ASL club signs national anthem at football games

Swasti Singhai, Final Focus Editor

Golden lights illuminated the glass-encased pool, the sounds of a Christmas carol with a trumpet accompaniment rang throughout the audience, and streams of water sprung from the ground in a perfectly synchronized fashion. Dressed in gold-speckled wetsuits, the trainers stood anticipating the beginning of the Shamu show in 2013 as the orcas’ fins sent ripples through the water.  

The energy was electrifying, but as a third-grader visiting SeaWorld at the time, Samantha Song (11) wasn’t watching the orcas. Instead, her eyes were set on the platform behind the pool—where the choir was stationed. They were using American Sign Language (ASL) to sign the lyrics of the carol. 

“I was just really amazed and confused about what they were doing at first,” Song said. “What they do is a little bit different than converting [conversations]. They basically use a musical form of sign language, so it seems more like a song to the deaf people watching. They choreographed different dances to go with the signs, and they looked like they were having so much fun on stage and I wanted to join them and experience that too.” 

Following her trip to SeaWorld, Song joined Love in Motion, a signing choir. The choir visits various bereavement conferences to teach parents sign language as an alternate outlet to process their grief. 

“Signing gives parents a way to express their emotions in a different way than words because sign language is all facial expressions and gestures,” Song said. “So it really helps them grieve over their loss, and I was really inspired by that. I wanted to teach more people about sign language.”

Song was fascinated by signing, wanting to join the choir just because of how cool it looked. However, she quickly realized how valuable the language was after taking American Sign Language at the Poway Adult School. 

“When I was introduced to the class, the teacher told us that this class is not just to learn a new language,” Song said. “But she told us that we’re learning this language to help others. That really changed my outlook.” 

Song said that the class opened her eyes to how the deaf community is often forgotten, inspiring her to found the American Sign Language Club on campus last year. During club lunch meetings on Wednesdays, Song has been teaching a few sentences of ASL and speaking on deaf awareness, specifically highlighting the history of American Sign Language.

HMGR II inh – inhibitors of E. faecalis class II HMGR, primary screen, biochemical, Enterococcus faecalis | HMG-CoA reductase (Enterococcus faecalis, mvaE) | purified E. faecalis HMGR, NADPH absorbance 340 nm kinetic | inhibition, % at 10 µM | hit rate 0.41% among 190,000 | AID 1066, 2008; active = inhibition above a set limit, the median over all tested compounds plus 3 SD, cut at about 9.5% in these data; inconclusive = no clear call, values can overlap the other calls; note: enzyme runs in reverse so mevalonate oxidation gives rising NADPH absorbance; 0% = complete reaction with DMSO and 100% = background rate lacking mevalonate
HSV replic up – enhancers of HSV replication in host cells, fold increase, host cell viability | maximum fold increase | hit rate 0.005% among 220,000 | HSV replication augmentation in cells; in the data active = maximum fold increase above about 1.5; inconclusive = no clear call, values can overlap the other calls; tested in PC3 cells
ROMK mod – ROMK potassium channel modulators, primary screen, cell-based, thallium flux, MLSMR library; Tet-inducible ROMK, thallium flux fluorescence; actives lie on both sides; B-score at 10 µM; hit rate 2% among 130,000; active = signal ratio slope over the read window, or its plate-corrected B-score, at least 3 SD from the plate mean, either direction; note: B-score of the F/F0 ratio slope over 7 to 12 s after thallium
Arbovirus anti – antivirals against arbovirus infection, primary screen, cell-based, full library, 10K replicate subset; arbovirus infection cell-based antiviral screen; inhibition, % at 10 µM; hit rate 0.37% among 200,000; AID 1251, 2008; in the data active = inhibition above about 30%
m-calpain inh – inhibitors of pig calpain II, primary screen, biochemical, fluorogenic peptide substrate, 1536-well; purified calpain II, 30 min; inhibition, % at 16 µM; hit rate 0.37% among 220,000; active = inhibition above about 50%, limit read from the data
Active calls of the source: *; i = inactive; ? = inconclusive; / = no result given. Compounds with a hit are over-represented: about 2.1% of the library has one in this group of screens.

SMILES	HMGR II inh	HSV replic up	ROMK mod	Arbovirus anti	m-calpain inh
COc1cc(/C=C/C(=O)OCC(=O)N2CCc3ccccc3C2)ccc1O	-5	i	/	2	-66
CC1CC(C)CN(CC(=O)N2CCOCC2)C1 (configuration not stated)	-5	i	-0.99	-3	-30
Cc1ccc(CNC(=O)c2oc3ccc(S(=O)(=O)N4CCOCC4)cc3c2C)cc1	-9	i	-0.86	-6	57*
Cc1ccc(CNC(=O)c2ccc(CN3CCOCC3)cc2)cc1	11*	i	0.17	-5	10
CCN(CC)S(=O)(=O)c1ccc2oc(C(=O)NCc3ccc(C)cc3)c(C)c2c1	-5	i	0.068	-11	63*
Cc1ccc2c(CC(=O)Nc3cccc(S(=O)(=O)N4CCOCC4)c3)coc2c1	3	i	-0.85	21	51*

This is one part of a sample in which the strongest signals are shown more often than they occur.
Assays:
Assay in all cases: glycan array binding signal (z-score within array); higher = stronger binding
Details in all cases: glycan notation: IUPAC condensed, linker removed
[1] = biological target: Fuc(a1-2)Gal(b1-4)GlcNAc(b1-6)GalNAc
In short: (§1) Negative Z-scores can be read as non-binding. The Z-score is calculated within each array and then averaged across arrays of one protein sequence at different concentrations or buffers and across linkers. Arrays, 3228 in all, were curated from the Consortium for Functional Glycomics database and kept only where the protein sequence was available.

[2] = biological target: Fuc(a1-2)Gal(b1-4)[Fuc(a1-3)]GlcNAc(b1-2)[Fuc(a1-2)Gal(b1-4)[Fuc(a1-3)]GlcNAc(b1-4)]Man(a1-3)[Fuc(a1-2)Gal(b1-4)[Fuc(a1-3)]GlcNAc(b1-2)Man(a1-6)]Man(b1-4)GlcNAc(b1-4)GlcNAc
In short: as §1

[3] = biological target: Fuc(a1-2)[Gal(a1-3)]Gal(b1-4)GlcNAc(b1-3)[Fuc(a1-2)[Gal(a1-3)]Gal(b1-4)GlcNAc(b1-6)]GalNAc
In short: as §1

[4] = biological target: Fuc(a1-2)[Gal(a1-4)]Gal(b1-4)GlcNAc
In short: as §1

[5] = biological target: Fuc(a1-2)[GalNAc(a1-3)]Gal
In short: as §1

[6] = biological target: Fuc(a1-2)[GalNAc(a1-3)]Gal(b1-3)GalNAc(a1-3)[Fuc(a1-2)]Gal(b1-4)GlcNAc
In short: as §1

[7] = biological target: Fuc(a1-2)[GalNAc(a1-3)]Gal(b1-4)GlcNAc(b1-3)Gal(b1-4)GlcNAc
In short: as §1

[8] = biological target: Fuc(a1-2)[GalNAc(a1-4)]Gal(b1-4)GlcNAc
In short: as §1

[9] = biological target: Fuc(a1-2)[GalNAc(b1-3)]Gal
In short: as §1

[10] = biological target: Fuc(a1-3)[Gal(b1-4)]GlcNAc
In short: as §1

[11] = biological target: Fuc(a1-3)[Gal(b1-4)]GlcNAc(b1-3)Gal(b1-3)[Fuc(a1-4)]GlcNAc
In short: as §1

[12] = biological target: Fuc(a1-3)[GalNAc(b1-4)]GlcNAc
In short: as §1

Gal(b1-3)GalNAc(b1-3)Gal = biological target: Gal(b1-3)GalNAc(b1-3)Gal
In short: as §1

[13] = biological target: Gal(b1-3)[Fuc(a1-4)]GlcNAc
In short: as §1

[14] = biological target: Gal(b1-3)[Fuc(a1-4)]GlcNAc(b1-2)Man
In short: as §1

This fall, the club has been signing the National Anthem at football games throughout the district. They’ve visited both Mt. Carmel and Westview, and also signed the National Anthem at Westview’s National Blue Ribbon Week Celebration.

“I wanted to sign the National Anthem because I feel like it’s a very common song that a lot of people know and football games are a really important part of American culture,” Song said. “I wanted to share that if there are any deaf people in the crowd, and have them come participate with us and be proud of America. Everybody goes crazy when they say ‘free’ in the National Anthem, so I just hope that deaf people can also participate in that feeling.”

Today, the club will be signing at the Homecoming game with students from Mesa Verde Middle School. For the past three Wednesdays before school, Song, along with Hannah De Guzman (11), Lana Pham-Nguyen (10), and Erynn Lee (10) have been visiting Mesa Verde to teach students how to sign the National Anthem. 

Aside from football games, the ASL club has also been pursuing other forms of outreach. In September, which was Deaf Awareness Month, they hosted games in the quad to help students learn American Sign Language. In one of the games, the student who was able to identify what object Song signed won a prize.

Another way the club is promoting awareness is through fundraising for students in the deaf community. She said she wants to help provide money to support their school because their resources aren’t able to support a lot of students. 

“I really just want to share another way to help other people learn a language and help a community that has been kind of ignored,” Song said.